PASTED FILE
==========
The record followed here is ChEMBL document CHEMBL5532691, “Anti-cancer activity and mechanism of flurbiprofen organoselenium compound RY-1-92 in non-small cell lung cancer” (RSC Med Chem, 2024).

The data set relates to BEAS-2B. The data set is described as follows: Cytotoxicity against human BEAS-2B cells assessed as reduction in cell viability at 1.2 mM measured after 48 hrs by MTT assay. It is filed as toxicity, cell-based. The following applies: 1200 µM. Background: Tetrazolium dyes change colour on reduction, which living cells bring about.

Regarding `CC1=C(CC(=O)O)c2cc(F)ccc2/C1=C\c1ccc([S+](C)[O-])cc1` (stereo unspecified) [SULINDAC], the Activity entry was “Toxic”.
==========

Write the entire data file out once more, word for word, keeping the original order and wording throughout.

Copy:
The record followed here is ChEMBL document CHEMBL5532691, “Anti-cancer activity and mechanism of flurbiprofen organoselenium compound RY-1-92 in non-small cell lung cancer” (RSC Med Chem, 2024).

The data set relates to BEAS-2B. The data set is described as follows: Cytotoxicity against human BEAS-2B cells assessed as reduction in cell viability at 1.2 mM measured after 48 hrs by MTT assay. It is filed as toxicity, cell-based. The following applies: 1200 µM. Background: Tetrazolium dyes change colour on reduction, which living cells bring about.

Regarding `CC1=C(CC(=O)O)c2cc(F)ccc2/C1=C\c1ccc([S+](C)[O-])cc1` (stereo unspecified) [SULINDAC], the Activity entry was “Toxic”.